It is early May. It is sunny in Halifax, but a little cold, and we are wishing for warm spring days. The Profound Treasury tour rolls into town from Boston. Where have we been? Where are we now? If it’s Friday, it must be Halifax!
The weather dralas gave us beautiful days for the panels in New York and Boston. Thousands of blooming trees, tulips, and daffodils filled the parks in Manhattan, and the streets were mobbed with people out for the sun. Sunday evening, April 28, the auditorium at the Rubin Museum was quite full as Dzogchen Ponlop Rinpoche, Acharya Emeritus Judith Lief and Shastri Ethan Nichtern took to the stage with moderator Melvin McLeod, Editor in Chief of the Shambhala Sun.
Ponlop Rinpoche talked about the development of genuine dharma in the West as a kind of courting ritual between East and West, teacher and student: dating leading to marriage. He spoke of the leap that student and teacher must make together, and of Chögyam Trungpa’s profound contribution to how dharma in the West has unfolded, allowing for authentic communication and the foundation for a good marriage. Acharya Lief spoke of the model of householder yogis in the West, espoused by Chögyam Trungpa, and she spoke of his view of taking refuge as becoming a genuine refugee from samsara. Shastri Nichtern spoke of using this metaphor of dating and marriage to encourage practitioners to reach out to others, rather than waiting to be asked for the next dance.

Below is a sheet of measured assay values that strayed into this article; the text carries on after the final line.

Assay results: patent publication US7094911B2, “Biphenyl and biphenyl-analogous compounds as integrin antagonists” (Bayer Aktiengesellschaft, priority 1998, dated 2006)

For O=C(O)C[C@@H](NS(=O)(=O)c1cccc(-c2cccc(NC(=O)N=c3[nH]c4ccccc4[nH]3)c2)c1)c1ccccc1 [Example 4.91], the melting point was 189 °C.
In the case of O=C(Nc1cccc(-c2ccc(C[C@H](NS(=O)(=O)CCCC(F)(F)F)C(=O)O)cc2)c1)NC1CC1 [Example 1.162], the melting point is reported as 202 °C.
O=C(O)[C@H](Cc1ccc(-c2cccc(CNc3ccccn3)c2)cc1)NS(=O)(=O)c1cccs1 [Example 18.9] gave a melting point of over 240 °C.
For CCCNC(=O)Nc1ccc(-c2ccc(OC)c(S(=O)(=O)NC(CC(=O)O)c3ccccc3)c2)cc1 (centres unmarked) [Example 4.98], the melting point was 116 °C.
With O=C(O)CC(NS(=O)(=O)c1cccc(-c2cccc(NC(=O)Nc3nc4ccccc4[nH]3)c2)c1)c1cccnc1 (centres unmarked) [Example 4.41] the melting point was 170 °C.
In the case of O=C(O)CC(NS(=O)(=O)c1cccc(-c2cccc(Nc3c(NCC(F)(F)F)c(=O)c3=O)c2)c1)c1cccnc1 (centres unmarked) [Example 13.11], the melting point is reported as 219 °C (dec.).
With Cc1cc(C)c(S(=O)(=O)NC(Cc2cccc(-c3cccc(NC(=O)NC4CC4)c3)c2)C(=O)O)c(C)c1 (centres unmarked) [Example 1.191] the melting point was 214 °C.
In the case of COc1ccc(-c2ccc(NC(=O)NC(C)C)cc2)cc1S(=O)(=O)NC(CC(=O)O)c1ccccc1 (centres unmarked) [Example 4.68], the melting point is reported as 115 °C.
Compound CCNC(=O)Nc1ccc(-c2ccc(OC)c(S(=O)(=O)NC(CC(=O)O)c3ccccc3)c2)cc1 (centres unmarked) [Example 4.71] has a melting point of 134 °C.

After this feast of dharma, we had a more literal feast at ABC Kitchen for the panelists and their guests. It was an opportunity to thank some of the many donors to the project, the sponsors of the tour, and also to thank one of the editors who worked with Judy Lief, Derek Kolleeny, for his great contribution to the books.
Then Judy was on the train to Boston with Nikko Odiseos, President of Shambhala Publications and the moderator of the panel at Harvard. Harvard was our mishap panel. Both Elizabeth Matthis Namgyal and Mirabai Bush were unable to be there, due to personal issues that came up at the last minute. So Charles Lief, President of Naropa, and me, Carolyn Gimian, Director of the Legacy Project, were commandeered to join in as panelists.
We were in the Sperry Room in Andover Hall at the Harvard Divinity School, with close to a hundred people in the audience. Someone pointed out that this is the room where William James taught in the early 1900s. The charismatic Buddhist spokesman Dharmapala attended one of James’ lectures in this room and James, it is said, invited Dharmapala to take his chair, saying of Buddhism that: “This is the psychology that everybody will be studying twenty five years from now.”
The Harvard panel was entitled “Scholars, Saints, and Provocateurs: Chögyam Trungpa and Buddhism in the 21st Century.” Judy Lief talked about how The Profound Treasury was conceived and edited, while the other three panelists each spoke about one of the three roles in the title of the panel. I opened as the saint; David Rome continued as the scholar; and Charles Lief ended as provocateur. We each chose a passage from The Profound Treasury to emphasize how Chögyam Trungpa embodied each of these three roles.
Then we were on the plane to Halifax. And here we are, ready for the final panel. I’ll send that report in the next few days.
All of the panels are being filmed, by the way, and we’ll announce the location of the recordings—as soon as we know!
From the road, your correspondent,